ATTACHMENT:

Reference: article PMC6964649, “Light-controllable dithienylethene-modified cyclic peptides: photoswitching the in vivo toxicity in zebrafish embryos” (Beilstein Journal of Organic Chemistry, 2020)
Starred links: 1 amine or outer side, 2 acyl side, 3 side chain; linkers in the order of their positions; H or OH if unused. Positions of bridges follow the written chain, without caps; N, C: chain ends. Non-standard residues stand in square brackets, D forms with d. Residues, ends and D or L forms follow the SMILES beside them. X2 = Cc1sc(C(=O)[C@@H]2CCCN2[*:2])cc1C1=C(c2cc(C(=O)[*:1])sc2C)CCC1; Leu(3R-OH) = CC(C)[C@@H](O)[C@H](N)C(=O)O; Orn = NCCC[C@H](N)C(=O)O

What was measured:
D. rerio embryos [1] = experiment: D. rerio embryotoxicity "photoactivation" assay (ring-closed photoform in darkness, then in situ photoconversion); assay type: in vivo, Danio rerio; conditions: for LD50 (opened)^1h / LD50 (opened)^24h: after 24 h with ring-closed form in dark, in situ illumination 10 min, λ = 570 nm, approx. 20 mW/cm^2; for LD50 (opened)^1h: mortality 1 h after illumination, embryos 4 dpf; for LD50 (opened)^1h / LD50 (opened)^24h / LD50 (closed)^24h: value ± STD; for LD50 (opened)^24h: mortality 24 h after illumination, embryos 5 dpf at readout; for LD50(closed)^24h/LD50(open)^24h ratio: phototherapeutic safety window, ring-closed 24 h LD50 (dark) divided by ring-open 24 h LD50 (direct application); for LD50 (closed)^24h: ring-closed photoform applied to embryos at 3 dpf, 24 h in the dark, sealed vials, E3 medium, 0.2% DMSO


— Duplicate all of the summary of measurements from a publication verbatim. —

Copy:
Reference: article PMC6964649, “Light-controllable dithienylethene-modified cyclic peptides: photoswitching the in vivo toxicity in zebrafish embryos” (Beilstein Journal of Organic Chemistry, 2020)
Starred links: 1 amine or outer side, 2 acyl side, 3 side chain; linkers in the order of their positions; H or OH if unused. Positions of bridges follow the written chain, without caps; N, C: chain ends. Non-standard residues stand in square brackets, D forms with d. Residues, ends and D or L forms follow the SMILES beside them. X2 = Cc1sc(C(=O)[C@@H]2CCCN2[*:2])cc1C1=C(c2cc(C(=O)[*:1])sc2C)CCC1; Leu(3R-OH) = CC(C)[C@@H](O)[C@H](N)C(=O)O; Orn = NCCC[C@H](N)C(=O)O

What was measured:
D. rerio embryos [1] = experiment: D. rerio embryotoxicity "photoactivation" assay (ring-closed photoform in darkness, then in situ photoconversion); assay type: in vivo, Danio rerio; conditions: for LD50 (opened)^1h / LD50 (opened)^24h: after 24 h with ring-closed form in dark, in situ illumination 10 min, λ = 570 nm, approx. 20 mW/cm^2; for LD50 (opened)^1h: mortality 1 h after illumination, embryos 4 dpf; for LD50 (opened)^1h / LD50 (opened)^24h / LD50 (closed)^24h: value ± STD; for LD50 (opened)^24h: mortality 24 h after illumination, embryos 5 dpf at readout; for LD50(closed)^24h/LD50(open)^24h ratio: phototherapeutic safety window, ring-closed 24 h LD50 (dark) divided by ring-open 24 h LD50 (direct application); for LD50 (closed)^24h: ring-closed photoform applied to embryos at 3 dpf, 24 h in the dark, sealed vials, E3 medium, 0.2% DMSO